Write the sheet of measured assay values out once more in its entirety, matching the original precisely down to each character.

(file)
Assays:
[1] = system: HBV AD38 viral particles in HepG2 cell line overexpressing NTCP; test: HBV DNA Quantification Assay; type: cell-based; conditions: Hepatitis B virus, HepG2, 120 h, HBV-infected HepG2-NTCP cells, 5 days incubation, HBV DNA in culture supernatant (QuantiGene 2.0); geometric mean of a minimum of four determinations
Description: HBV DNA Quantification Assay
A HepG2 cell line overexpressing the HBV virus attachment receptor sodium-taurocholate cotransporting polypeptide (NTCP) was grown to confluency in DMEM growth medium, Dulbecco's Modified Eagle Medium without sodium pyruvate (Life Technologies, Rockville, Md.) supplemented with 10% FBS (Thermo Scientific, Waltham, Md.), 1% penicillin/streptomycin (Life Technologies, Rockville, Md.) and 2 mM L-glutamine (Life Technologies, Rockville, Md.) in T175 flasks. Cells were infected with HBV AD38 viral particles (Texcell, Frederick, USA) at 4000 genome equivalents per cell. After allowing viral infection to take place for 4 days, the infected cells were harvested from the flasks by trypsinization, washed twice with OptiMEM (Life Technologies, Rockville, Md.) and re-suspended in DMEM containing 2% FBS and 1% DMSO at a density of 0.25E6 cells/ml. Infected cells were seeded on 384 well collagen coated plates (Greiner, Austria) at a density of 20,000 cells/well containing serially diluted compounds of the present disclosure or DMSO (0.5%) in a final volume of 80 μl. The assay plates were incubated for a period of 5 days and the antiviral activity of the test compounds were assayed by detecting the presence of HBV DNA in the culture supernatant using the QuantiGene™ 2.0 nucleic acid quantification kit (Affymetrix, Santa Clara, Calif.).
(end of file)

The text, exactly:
Assays:
[1] = system: HBV AD38 viral particles in HepG2 cell line overexpressing NTCP; test: HBV DNA Quantification Assay; type: cell-based; conditions: Hepatitis B virus, HepG2, 120 h, HBV-infected HepG2-NTCP cells, 5 days incubation, HBV DNA in culture supernatant (QuantiGene 2.0); geometric mean of a minimum of four determinations
Description: HBV DNA Quantification Assay
A HepG2 cell line overexpressing the HBV virus attachment receptor sodium-taurocholate cotransporting polypeptide (NTCP) was grown to confluency in DMEM growth medium, Dulbecco's Modified Eagle Medium without sodium pyruvate (Life Technologies, Rockville, Md.) supplemented with 10% FBS (Thermo Scientific, Waltham, Md.), 1% penicillin/streptomycin (Life Technologies, Rockville, Md.) and 2 mM L-glutamine (Life Technologies, Rockville, Md.) in T175 flasks. Cells were infected with HBV AD38 viral particles (Texcell, Frederick, USA) at 4000 genome equivalents per cell. After allowing viral infection to take place for 4 days, the infected cells were harvested from the flasks by trypsinization, washed twice with OptiMEM (Life Technologies, Rockville, Md.) and re-suspended in DMEM containing 2% FBS and 1% DMSO at a density of 0.25E6 cells/ml. Infected cells were seeded on 384 well collagen coated plates (Greiner, Austria) at a density of 20,000 cells/well containing serially diluted compounds of the present disclosure or DMSO (0.5%) in a final volume of 80 μl. The assay plates were incubated for a period of 5 days and the antiviral activity of the test compounds were assayed by detecting the presence of HBV DNA in the culture supernatant using the QuantiGene™ 2.0 nucleic acid quantification kit (Affymetrix, Santa Clara, Calif.).